Christmas is definitely different now from my time as a child and when Bill and I had our children at home, even from when our adult children came to visit with their children. As the grandchildren grew in number and age, Bill told our children that they needed to form traditions of their own and not have to spend the holidays with us every year. We loved having them visit, but their own family time was important. That changed over the years, for some came for a day or even every other year, alternating with Thanksgiving. For a while we exchanged gifts. Then because we lived away from our kids and grandkids, not knowing their sizes and interests, we would send money. Now that our grandkids are all adults and we have a dozen great-grandkids, the checks go only to the greats. They all seem to understand.
Some of our traditions have lasted with the change of times spent together. We still like to sing Christmas carols around the piano, drink eggnog (out of pink Hebron glasses) and eat cookies. Because our churches have added Christmas Eve services, that has changed our timing. We still like the habit of making omelets on Christmas morning. I make Christmas cards, recycling old cards. And as to gift-giving, Bill and I would agree not to buy for each other, but he or I would break that promise. I remember one Christmas morning Bill and I sat on our front porch, sang a carol or two, read the Christmas story from the Bible, and prayed. Back in the house we took a photo in front of our decorated tree (“nearly natural Ficus tree”).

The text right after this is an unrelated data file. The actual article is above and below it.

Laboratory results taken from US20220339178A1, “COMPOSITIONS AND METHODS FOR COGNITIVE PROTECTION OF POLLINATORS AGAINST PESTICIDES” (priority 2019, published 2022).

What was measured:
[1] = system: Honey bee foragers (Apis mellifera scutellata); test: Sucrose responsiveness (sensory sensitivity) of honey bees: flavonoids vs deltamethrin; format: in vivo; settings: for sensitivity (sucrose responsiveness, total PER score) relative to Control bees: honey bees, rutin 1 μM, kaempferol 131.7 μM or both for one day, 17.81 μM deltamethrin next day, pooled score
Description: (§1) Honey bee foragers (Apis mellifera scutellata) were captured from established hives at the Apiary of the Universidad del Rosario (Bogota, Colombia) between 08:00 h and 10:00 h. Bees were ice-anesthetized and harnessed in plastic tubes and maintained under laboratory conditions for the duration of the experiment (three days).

Last year we had our first Christmas in Indianapolis with the Gearhart family. Their traditions included filled stocking hung by the fireplace, exchanging gifts, taking turns opening those gifts, and having a delicious breakfast together. The Gearhart boys were home last year with their wives. Chrissa and Léo visited his family in Brazil. This year the boys spend Christmas with their wives’ families. We will have our celebration Saturday evening, opening gifts and eating appetizers and sweets. Becky is the gift-giver extraordinaire. She knows whose names we drew, supplies gift ideas, and even orders gifts for us to wrap. We will attend the family-style Christmas Eve service at the church. Becky & Paul, Chrissa & Léo will travel to Illinois to be with Paul’s mother for Christmas Day. Bill and I are “home alone,” but we like each other enough to enjoy that time together.